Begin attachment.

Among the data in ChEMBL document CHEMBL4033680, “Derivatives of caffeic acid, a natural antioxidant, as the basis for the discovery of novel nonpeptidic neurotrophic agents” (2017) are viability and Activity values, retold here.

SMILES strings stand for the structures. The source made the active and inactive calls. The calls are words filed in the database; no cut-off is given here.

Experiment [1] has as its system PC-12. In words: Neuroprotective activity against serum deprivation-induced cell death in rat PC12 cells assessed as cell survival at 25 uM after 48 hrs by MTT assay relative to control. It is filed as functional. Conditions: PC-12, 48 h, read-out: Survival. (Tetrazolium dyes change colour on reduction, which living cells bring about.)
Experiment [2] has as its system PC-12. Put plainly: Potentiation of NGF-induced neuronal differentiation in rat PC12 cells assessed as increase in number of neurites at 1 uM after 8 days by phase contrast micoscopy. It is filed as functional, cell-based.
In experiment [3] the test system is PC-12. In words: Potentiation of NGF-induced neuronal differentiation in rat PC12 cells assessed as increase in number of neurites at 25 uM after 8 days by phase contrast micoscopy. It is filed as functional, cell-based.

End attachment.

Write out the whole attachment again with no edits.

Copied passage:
Among the data in ChEMBL document CHEMBL4033680, “Derivatives of caffeic acid, a natural antioxidant, as the basis for the discovery of novel nonpeptidic neurotrophic agents” (2017) are viability and Activity values, retold here.

SMILES strings stand for the structures. The source made the active and inactive calls. The calls are words filed in the database; no cut-off is given here.

Experiment [1] has as its system PC-12. In words: Neuroprotective activity against serum deprivation-induced cell death in rat PC12 cells assessed as cell survival at 25 uM after 48 hrs by MTT assay relative to control. It is filed as functional. Conditions: PC-12, 48 h, read-out: Survival. (Tetrazolium dyes change colour on reduction, which living cells bring about.)
Experiment [2] has as its system PC-12. Put plainly: Potentiation of NGF-induced neuronal differentiation in rat PC12 cells assessed as increase in number of neurites at 1 uM after 8 days by phase contrast micoscopy. It is filed as functional, cell-based.
In experiment [3] the test system is PC-12. In words: Potentiation of NGF-induced neuronal differentiation in rat PC12 cells assessed as increase in number of neurites at 25 uM after 8 days by phase contrast micoscopy. It is filed as functional, cell-based.